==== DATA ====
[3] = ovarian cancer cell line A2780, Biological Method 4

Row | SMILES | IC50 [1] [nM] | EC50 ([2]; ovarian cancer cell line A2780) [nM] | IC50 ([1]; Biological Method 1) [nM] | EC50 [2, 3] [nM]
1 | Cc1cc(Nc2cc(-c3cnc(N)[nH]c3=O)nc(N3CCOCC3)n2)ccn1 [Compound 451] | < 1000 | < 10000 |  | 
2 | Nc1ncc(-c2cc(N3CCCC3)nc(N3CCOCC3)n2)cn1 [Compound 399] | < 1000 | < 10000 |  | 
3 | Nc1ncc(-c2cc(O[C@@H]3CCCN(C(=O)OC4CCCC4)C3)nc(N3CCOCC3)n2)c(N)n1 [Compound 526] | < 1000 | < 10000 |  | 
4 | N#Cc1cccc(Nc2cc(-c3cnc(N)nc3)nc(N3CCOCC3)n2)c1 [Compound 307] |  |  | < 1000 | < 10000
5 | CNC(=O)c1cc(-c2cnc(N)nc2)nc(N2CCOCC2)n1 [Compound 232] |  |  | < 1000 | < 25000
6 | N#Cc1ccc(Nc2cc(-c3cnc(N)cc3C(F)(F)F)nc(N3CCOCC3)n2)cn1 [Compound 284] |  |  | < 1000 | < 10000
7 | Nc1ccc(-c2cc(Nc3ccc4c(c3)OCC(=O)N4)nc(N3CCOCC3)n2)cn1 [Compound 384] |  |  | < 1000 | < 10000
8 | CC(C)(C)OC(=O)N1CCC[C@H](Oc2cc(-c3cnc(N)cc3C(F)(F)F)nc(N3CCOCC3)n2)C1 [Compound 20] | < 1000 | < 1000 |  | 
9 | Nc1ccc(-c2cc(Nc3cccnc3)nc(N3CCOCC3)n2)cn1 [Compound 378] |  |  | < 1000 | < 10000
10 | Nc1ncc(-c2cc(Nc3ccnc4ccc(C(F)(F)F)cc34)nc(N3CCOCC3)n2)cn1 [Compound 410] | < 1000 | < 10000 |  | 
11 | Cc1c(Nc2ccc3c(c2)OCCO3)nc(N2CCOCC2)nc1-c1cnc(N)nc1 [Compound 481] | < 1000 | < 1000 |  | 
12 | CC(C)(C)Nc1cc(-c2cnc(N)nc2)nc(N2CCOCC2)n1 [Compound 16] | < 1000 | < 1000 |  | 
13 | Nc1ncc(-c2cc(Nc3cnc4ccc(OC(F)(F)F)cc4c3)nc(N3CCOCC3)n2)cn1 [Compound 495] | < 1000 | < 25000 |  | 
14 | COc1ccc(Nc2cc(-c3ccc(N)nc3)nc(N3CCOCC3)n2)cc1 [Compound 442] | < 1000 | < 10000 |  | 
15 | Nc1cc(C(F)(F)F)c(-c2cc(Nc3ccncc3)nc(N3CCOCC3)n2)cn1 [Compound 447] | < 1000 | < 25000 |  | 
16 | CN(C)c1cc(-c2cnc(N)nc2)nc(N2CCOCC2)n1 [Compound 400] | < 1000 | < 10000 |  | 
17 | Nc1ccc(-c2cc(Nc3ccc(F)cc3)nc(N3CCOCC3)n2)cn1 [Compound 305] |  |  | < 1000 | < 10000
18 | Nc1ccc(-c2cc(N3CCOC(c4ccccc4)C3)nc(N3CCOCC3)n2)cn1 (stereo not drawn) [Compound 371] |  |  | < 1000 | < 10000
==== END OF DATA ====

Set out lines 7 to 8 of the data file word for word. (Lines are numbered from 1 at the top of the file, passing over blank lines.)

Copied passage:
5 | CNC(=O)c1cc(-c2cnc(N)nc2)nc(N2CCOCC2)n1 [Compound 232] |  |  | < 1000 | < 25000
6 | N#Cc1ccc(Nc2cc(-c3cnc(N)cc3C(F)(F)F)nc(N3CCOCC3)n2)cn1 [Compound 284] |  |  | < 1000 | < 10000